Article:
Renewal premiums are changing for the HSC Tenant Insurance Program. The change applies to residents with new and renewing policies. The increase will come into effect February 1, 2020. For most residents, the increase will be less than $2/month. HSC’s program still remains the lowest cost option in the marketplace, despite the current hard insurance market.
|Option 1||Option 2|
|Coverages:||• $10K content
• $2K living expenses
• $500K liability
|• $20K content
• $4K living expenses
• $1M liability
|Cost for policies starting February 1, 2020 (taxes & fees included):||• $199.27/year ($16.60/monthly)||• $257.74/year ($21.47/monthly)|
|Cost for policies renewing February 1, 2020 (taxes & fees included):||• $199.27/year (initial payment of $33.21, then 10 payments of $16.60/monthly)||• $257.74/year (initial payment of $42.96, then 10 payments of $21.47/monthly)|
Caseworkers with OW/ODSP clients that pay for tenant insurance from their shelter allowance on a monthly basis should watch for the tenant insurance renewal notice to ensure that the amount deducted is adjusted. This will start with clients whose insurance expires on January 31, 2020 and will complete with clients whose insurance expires on December 31, 2020
Housing providers that require tenants to carry insurance and those that monitor compliance for risk management credits in HSC’s Group Program or otherwise should be mindful of this change. Housing providers can receive reports from HSC relating to active tenant insurance policies in their buildings by contacting HSC. Brochures with updated prices are now available for order.
For the new rates in other provinces or for further information about this program, please visit the HSC Tenant Insurance Program website.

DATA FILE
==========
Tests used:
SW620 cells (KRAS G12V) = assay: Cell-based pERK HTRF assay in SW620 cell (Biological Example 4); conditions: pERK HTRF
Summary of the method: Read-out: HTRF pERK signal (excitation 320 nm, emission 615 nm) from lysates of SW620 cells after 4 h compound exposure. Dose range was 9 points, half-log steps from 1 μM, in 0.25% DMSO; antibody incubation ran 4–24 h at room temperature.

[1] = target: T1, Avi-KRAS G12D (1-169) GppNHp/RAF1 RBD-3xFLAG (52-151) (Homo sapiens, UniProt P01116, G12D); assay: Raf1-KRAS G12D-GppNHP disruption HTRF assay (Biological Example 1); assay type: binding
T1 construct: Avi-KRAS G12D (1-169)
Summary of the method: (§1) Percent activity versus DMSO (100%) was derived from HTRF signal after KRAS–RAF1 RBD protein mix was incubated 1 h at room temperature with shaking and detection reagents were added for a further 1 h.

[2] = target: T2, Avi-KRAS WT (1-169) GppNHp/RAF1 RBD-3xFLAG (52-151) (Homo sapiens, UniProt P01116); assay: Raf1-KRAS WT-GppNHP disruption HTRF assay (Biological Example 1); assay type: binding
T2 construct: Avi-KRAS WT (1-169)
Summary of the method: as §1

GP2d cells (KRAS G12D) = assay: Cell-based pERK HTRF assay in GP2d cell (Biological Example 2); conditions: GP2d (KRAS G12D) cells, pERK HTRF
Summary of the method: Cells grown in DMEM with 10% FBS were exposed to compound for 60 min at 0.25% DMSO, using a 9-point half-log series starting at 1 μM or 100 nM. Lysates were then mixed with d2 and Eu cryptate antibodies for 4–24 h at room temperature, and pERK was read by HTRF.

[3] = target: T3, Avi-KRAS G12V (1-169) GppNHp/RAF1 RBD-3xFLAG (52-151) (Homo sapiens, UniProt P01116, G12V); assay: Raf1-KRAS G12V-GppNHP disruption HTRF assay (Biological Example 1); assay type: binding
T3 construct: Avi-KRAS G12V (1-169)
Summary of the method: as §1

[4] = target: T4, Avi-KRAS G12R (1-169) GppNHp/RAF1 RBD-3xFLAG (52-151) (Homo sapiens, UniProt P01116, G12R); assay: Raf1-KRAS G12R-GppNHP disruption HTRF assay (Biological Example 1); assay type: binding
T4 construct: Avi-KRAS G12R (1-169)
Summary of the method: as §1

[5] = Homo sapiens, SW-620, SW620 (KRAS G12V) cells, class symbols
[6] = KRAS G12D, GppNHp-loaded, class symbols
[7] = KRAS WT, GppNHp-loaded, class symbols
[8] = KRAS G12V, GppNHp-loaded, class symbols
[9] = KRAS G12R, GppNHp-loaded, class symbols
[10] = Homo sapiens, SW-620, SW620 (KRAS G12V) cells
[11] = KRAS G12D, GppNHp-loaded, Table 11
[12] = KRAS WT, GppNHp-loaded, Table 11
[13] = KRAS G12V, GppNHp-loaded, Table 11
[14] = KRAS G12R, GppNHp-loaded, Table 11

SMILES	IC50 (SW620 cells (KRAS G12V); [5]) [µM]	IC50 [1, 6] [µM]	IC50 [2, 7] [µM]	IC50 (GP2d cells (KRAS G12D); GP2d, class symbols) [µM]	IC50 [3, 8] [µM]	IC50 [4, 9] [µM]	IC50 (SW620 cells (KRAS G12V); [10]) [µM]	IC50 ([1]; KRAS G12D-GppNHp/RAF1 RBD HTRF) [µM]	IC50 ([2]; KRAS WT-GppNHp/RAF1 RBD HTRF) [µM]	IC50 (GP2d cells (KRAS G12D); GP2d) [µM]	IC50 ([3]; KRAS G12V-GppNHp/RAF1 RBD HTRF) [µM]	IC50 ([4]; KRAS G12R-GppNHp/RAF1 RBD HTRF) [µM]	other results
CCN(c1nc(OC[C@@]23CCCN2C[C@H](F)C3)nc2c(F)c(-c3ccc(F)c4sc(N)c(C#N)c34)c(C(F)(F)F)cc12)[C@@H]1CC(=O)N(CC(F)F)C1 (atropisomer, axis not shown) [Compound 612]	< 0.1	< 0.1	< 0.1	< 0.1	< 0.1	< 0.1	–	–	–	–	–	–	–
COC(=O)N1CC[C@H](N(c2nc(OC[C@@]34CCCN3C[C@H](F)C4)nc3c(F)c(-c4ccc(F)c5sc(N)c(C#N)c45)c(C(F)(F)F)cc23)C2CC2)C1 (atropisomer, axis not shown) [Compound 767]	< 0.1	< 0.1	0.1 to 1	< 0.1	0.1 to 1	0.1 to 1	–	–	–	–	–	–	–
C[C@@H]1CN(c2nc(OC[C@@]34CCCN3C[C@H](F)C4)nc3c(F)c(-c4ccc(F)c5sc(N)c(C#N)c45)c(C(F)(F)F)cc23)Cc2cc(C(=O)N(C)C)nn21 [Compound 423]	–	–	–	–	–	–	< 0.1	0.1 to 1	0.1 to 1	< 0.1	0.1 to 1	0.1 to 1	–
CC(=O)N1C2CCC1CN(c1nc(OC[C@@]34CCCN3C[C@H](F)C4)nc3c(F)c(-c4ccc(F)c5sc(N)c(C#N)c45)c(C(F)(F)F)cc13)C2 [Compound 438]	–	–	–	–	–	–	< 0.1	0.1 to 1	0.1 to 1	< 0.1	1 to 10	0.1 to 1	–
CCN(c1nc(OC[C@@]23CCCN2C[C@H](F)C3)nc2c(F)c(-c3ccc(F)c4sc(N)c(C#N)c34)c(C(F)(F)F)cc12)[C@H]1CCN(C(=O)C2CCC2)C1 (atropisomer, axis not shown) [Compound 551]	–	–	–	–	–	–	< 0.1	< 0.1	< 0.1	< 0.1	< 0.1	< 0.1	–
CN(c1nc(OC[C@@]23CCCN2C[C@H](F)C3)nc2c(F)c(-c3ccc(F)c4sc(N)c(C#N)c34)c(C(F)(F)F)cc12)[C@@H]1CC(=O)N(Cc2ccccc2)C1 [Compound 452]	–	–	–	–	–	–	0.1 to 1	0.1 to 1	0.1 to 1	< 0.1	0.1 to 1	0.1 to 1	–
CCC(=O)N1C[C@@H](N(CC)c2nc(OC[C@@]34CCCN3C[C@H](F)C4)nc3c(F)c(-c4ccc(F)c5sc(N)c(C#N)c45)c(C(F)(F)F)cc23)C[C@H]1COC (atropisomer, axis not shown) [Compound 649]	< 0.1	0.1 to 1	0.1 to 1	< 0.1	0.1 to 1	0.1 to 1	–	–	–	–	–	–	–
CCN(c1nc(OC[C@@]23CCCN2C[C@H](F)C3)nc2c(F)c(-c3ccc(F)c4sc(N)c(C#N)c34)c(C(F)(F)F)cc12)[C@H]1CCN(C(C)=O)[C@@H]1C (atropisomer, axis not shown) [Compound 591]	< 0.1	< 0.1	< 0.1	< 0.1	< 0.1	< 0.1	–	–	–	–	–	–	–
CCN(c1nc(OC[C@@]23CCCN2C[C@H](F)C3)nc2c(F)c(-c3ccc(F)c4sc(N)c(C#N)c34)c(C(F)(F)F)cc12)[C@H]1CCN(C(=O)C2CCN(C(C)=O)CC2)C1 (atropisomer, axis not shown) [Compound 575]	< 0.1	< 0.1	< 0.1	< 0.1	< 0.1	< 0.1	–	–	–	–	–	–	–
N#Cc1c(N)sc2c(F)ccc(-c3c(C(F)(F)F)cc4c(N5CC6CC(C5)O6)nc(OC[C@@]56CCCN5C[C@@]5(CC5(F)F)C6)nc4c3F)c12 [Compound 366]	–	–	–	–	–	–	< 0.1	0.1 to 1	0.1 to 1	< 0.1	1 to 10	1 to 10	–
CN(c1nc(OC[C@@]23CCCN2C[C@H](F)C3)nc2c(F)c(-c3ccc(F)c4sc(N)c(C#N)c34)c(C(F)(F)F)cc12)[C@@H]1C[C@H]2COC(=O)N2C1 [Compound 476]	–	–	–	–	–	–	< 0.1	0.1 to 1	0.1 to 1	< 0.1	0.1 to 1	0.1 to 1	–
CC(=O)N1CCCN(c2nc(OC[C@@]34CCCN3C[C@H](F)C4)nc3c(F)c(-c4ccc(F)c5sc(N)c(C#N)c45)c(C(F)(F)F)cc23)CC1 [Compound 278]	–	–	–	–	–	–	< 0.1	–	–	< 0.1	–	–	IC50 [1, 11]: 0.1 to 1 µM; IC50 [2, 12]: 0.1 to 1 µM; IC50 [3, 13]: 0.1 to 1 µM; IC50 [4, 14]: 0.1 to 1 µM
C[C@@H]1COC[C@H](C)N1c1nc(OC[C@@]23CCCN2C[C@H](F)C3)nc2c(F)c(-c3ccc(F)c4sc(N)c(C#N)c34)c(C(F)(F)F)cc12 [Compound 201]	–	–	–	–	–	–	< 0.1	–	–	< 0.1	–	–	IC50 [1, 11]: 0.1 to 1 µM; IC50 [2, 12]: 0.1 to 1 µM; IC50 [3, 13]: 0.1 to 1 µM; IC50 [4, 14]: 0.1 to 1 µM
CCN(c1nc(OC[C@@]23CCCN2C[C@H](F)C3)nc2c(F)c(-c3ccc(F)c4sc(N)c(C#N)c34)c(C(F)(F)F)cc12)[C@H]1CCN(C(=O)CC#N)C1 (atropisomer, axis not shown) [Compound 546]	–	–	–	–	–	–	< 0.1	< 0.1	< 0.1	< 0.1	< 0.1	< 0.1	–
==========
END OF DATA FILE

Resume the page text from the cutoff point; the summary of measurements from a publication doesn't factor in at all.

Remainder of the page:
|Download our Fact Sheet on the Change and its Impacts|
If you have an open claim(s) with the HSC Group Insurance Program, please be advised as Katherine Perrino-Smith is no longer at HSC. If you have any questions regarding the current status of your claim, you can email email@example.com or contact me at 1.866.268.4451 x314.
Claims in the news
There were, of course, many other property claims that don’t hit the news. Since our last update, we’ve seen a number of water damage claims (19) and several vehicle impact claims (5).
There were also a few other items in the news worth noting relating to some of our group members. City of Greater Sudbury city councillors have voted in favour of a business case to examine increased security measures for residents of City-owned housing. Toronto Community Housing embarked on a safety campaign to reduce unattended cooking. The City of Windsor Fire Department is also launching its first safety campaign to reduce smoking related fires, after seeing the highest number of deadly fires related to this cause in 16 years. Finally, there was a story on how the reconstruction of Barrie Housing’s 100 Little Avenue site is taking shape, which we featured in a video we did last year. The building is on target for re-occupancy in the Spring and will have a new floor, with 11 additional units.
There have also been several interesting articles relating to climate change and its impacts on property and municipal infrastructure. Municipal leaders in the Quinte region in eastern Ontario are concerned about high water levels and flooding. In Toronto, some condo corporations are seeing insurance increases of up to 40% even though they’ve never had a claim due to the volume of flood claims and aging infrastructure. Municipalities are taking different approaches to responding. The City of London, for example, recently declared a climate emergency and council is looking to move forward on a report of staff recommendations, which will include an evaluation tool to review all major existing programs and projects.
Finally from the “did you know?” files – an article on household items that can spontaneously combust. If you have a resident newsletter, there is some great content here!
Back in 2018, I wrote about how the Technical Standards and Safety Authority was introducing new regulations for boiler and pressure vessels (tanks). The regulations changed how providers get the inspection certificates they need for boiler coverage.
We’ve received an inquiry about the criteria used to trigger inspections and certifiable objects – so we are sharing a helpful presentation from Munich Re: that answers common questions providers might have.
|View the Presentation|
Have you got an insurance question you need answered? Contact us!